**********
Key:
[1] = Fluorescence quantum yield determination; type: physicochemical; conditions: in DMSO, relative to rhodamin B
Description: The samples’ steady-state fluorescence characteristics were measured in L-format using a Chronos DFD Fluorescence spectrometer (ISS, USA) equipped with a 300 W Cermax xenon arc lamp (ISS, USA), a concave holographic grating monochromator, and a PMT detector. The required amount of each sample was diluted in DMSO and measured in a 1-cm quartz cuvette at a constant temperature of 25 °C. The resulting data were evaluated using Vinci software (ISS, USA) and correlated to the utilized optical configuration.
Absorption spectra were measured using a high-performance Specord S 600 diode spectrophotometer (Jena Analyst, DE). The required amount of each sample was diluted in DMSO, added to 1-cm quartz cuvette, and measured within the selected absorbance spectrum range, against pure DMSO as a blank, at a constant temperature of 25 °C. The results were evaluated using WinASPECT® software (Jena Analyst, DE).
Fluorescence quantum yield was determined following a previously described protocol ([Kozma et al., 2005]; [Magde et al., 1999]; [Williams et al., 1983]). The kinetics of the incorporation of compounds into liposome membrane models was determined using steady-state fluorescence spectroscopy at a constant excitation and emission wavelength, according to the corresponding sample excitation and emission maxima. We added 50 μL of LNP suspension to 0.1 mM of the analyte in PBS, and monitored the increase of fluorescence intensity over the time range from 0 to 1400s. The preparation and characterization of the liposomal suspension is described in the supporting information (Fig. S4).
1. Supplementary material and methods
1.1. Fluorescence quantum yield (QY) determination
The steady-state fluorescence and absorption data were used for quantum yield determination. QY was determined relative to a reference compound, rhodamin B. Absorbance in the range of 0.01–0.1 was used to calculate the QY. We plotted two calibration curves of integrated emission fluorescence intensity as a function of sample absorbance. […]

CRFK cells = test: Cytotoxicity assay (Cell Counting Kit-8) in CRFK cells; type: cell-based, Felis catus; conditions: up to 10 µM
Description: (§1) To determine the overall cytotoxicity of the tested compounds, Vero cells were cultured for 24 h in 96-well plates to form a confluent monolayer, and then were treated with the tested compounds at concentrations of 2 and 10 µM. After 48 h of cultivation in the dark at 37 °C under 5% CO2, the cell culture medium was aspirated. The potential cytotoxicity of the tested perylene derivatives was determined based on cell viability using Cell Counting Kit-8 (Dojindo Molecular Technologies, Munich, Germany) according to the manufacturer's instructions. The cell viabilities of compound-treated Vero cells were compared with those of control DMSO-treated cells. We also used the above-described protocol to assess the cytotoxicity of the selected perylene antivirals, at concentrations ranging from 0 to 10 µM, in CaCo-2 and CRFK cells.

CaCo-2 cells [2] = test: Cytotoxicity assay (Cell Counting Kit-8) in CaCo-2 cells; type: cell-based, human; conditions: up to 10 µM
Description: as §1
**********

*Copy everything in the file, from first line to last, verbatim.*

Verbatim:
Key:
[1] = Fluorescence quantum yield determination; type: physicochemical; conditions: in DMSO, relative to rhodamin B
Description: The samples’ steady-state fluorescence characteristics were measured in L-format using a Chronos DFD Fluorescence spectrometer (ISS, USA) equipped with a 300 W Cermax xenon arc lamp (ISS, USA), a concave holographic grating monochromator, and a PMT detector. The required amount of each sample was diluted in DMSO and measured in a 1-cm quartz cuvette at a constant temperature of 25 °C. The resulting data were evaluated using Vinci software (ISS, USA) and correlated to the utilized optical configuration.
Absorption spectra were measured using a high-performance Specord S 600 diode spectrophotometer (Jena Analyst, DE). The required amount of each sample was diluted in DMSO, added to 1-cm quartz cuvette, and measured within the selected absorbance spectrum range, against pure DMSO as a blank, at a constant temperature of 25 °C. The results were evaluated using WinASPECT® software (Jena Analyst, DE).
Fluorescence quantum yield was determined following a previously described protocol ([Kozma et al., 2005]; [Magde et al., 1999]; [Williams et al., 1983]). The kinetics of the incorporation of compounds into liposome membrane models was determined using steady-state fluorescence spectroscopy at a constant excitation and emission wavelength, according to the corresponding sample excitation and emission maxima. We added 50 μL of LNP suspension to 0.1 mM of the analyte in PBS, and monitored the increase of fluorescence intensity over the time range from 0 to 1400s. The preparation and characterization of the liposomal suspension is described in the supporting information (Fig. S4).
1. Supplementary material and methods
1.1. Fluorescence quantum yield (QY) determination
The steady-state fluorescence and absorption data were used for quantum yield determination. QY was determined relative to a reference compound, rhodamin B. Absorbance in the range of 0.01–0.1 was used to calculate the QY. We plotted two calibration curves of integrated emission fluorescence intensity as a function of sample absorbance. […]

CRFK cells = test: Cytotoxicity assay (Cell Counting Kit-8) in CRFK cells; type: cell-based, Felis catus; conditions: up to 10 µM
Description: (§1) To determine the overall cytotoxicity of the tested compounds, Vero cells were cultured for 24 h in 96-well plates to form a confluent monolayer, and then were treated with the tested compounds at concentrations of 2 and 10 µM. After 48 h of cultivation in the dark at 37 °C under 5% CO2, the cell culture medium was aspirated. The potential cytotoxicity of the tested perylene derivatives was determined based on cell viability using Cell Counting Kit-8 (Dojindo Molecular Technologies, Munich, Germany) according to the manufacturer's instructions. The cell viabilities of compound-treated Vero cells were compared with those of control DMSO-treated cells. We also used the above-described protocol to assess the cytotoxicity of the selected perylene antivirals, at concentrations ranging from 0 to 10 µM, in CaCo-2 and CRFK cells.

CaCo-2 cells [2] = test: Cytotoxicity assay (Cell Counting Kit-8) in CaCo-2 cells; type: cell-based, human; conditions: up to 10 µM
Description: as §1